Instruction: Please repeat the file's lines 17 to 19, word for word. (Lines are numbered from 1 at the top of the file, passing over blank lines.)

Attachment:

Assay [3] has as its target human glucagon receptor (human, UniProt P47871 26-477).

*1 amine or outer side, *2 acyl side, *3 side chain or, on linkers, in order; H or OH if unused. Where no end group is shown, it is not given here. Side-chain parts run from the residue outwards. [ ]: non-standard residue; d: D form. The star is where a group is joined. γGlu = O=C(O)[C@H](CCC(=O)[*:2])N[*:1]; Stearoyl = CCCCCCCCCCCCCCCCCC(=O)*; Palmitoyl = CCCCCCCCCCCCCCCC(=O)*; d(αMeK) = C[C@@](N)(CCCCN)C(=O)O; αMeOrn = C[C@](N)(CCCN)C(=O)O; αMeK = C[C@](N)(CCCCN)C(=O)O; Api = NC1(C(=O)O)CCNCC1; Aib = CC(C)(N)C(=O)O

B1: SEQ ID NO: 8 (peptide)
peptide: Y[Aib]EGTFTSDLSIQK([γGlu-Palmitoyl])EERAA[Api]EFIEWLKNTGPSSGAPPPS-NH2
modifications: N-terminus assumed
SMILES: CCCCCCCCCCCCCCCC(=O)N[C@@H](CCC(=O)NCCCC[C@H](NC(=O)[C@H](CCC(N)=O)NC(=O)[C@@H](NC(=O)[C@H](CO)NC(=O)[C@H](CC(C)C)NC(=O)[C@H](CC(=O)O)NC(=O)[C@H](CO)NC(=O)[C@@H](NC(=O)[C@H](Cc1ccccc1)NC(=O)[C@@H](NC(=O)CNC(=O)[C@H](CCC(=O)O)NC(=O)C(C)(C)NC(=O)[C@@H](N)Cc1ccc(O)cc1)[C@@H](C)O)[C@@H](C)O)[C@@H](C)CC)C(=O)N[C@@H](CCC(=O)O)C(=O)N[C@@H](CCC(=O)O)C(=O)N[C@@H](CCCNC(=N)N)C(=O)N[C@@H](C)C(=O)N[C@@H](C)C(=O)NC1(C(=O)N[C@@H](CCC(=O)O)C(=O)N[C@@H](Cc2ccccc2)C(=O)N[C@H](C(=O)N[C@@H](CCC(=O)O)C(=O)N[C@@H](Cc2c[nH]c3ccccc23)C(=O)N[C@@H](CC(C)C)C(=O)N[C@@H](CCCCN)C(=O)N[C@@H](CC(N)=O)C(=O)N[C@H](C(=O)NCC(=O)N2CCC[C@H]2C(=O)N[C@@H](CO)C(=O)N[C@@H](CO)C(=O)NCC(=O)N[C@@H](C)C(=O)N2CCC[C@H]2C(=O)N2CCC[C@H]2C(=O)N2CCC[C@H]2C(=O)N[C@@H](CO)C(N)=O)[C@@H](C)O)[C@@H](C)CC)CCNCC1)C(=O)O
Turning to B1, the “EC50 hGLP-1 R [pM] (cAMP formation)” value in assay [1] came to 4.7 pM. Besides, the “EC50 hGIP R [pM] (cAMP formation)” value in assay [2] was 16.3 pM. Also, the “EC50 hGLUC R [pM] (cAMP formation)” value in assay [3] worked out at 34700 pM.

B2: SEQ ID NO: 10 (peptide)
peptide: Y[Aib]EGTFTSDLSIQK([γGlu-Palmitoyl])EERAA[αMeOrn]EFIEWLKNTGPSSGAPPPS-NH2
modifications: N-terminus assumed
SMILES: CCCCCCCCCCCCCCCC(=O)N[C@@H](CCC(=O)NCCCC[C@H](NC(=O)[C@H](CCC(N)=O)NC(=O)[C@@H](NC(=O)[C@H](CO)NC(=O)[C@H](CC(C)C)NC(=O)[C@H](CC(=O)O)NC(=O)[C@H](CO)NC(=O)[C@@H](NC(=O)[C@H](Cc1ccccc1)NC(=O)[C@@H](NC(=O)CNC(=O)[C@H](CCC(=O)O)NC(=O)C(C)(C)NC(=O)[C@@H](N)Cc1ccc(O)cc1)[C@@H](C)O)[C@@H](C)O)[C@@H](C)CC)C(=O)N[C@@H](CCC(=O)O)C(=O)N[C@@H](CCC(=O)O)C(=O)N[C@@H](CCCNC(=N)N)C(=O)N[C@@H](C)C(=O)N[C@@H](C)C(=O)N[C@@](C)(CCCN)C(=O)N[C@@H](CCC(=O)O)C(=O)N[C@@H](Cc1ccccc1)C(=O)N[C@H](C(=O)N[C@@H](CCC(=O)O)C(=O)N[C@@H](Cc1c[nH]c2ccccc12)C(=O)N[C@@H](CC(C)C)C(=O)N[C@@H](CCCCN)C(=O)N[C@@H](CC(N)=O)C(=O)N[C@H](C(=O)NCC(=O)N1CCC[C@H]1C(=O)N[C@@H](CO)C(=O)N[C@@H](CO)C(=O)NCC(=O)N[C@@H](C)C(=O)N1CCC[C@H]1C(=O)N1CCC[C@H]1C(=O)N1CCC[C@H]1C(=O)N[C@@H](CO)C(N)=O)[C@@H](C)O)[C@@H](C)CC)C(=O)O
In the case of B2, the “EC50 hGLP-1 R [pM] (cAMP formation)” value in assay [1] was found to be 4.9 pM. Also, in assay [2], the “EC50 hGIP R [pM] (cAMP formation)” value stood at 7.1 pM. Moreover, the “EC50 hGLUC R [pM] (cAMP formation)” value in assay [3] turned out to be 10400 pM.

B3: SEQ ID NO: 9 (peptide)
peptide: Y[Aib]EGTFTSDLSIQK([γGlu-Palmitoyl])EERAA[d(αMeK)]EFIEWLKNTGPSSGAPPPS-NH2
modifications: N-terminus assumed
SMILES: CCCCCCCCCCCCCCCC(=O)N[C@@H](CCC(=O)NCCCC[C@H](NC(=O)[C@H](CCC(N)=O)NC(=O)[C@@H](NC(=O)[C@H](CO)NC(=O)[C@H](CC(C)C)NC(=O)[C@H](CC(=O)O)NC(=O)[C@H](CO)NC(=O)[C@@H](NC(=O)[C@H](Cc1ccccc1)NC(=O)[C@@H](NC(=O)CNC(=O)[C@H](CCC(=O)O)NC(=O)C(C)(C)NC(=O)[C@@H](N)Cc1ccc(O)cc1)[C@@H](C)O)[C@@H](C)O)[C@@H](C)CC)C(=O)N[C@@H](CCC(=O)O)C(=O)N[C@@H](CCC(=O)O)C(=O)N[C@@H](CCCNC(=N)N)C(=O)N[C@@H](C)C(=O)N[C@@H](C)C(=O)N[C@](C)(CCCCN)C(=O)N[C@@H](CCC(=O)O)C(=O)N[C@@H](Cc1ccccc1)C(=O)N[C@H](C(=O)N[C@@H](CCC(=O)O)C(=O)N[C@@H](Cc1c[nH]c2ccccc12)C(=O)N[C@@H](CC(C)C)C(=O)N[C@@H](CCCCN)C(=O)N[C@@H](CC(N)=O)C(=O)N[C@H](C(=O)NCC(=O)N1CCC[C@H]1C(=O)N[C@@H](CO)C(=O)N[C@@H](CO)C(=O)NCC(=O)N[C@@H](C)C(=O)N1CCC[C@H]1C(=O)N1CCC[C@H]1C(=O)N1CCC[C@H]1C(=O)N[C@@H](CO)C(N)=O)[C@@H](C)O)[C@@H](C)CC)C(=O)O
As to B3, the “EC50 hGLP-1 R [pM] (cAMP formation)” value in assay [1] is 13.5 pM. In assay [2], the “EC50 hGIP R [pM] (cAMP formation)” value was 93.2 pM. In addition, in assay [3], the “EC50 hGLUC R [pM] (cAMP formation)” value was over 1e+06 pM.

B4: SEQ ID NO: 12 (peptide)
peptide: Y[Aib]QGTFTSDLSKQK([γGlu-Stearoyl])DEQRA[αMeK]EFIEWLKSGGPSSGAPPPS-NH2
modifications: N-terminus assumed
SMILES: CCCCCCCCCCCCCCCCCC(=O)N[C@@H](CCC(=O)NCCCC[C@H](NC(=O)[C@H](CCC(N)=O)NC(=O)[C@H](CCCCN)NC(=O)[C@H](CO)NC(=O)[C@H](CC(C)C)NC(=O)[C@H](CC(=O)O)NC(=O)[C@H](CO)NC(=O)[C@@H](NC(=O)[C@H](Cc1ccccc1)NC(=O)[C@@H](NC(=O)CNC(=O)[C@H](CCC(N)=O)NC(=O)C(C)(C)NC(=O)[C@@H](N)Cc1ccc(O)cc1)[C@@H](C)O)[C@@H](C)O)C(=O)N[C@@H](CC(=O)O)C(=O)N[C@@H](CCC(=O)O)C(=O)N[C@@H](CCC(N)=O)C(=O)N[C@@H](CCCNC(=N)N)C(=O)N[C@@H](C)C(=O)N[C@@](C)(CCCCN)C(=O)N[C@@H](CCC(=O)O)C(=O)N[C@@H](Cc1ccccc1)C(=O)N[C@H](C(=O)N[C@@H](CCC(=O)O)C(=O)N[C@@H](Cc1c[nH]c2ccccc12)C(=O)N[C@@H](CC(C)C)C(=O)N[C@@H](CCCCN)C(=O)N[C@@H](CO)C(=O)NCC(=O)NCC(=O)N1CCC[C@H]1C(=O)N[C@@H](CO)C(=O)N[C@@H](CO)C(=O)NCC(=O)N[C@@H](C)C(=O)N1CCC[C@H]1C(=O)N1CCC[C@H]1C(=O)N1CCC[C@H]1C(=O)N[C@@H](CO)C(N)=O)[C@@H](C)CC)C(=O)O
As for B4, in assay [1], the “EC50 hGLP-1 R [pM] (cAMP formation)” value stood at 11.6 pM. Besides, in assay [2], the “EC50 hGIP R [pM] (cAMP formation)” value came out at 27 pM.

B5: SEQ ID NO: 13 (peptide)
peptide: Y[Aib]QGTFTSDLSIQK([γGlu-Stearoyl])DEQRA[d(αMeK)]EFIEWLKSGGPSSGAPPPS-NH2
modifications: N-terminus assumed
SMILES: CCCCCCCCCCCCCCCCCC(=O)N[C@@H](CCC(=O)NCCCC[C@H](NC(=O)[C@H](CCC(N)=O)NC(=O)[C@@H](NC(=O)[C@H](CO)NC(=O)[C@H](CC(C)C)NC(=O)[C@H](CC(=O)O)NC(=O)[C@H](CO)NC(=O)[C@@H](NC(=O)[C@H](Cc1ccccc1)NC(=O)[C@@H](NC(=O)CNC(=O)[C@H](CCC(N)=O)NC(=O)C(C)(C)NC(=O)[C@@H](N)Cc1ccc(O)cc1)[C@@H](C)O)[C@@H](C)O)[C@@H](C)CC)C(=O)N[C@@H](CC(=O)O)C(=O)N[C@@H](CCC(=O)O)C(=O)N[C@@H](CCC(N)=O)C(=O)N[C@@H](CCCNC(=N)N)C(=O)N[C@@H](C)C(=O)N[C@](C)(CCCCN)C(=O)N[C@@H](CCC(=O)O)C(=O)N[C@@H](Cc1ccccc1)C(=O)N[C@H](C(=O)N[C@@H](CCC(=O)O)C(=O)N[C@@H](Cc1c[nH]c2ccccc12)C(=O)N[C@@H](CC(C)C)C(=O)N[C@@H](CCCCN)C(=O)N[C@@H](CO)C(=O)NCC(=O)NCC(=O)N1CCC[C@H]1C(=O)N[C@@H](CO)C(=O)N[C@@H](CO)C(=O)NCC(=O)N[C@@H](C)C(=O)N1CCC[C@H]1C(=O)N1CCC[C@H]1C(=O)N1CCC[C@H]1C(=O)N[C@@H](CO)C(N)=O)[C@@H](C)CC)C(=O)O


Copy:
As to B3, the “EC50 hGLP-1 R [pM] (cAMP formation)” value in assay [1] is 13.5 pM. In assay [2], the “EC50 hGIP R [pM] (cAMP formation)” value was 93.2 pM. In addition, in assay [3], the “EC50 hGLUC R [pM] (cAMP formation)” value was over 1e+06 pM.

B4: SEQ ID NO: 12 (peptide)
peptide: Y[Aib]QGTFTSDLSKQK([γGlu-Stearoyl])DEQRA[αMeK]EFIEWLKSGGPSSGAPPPS-NH2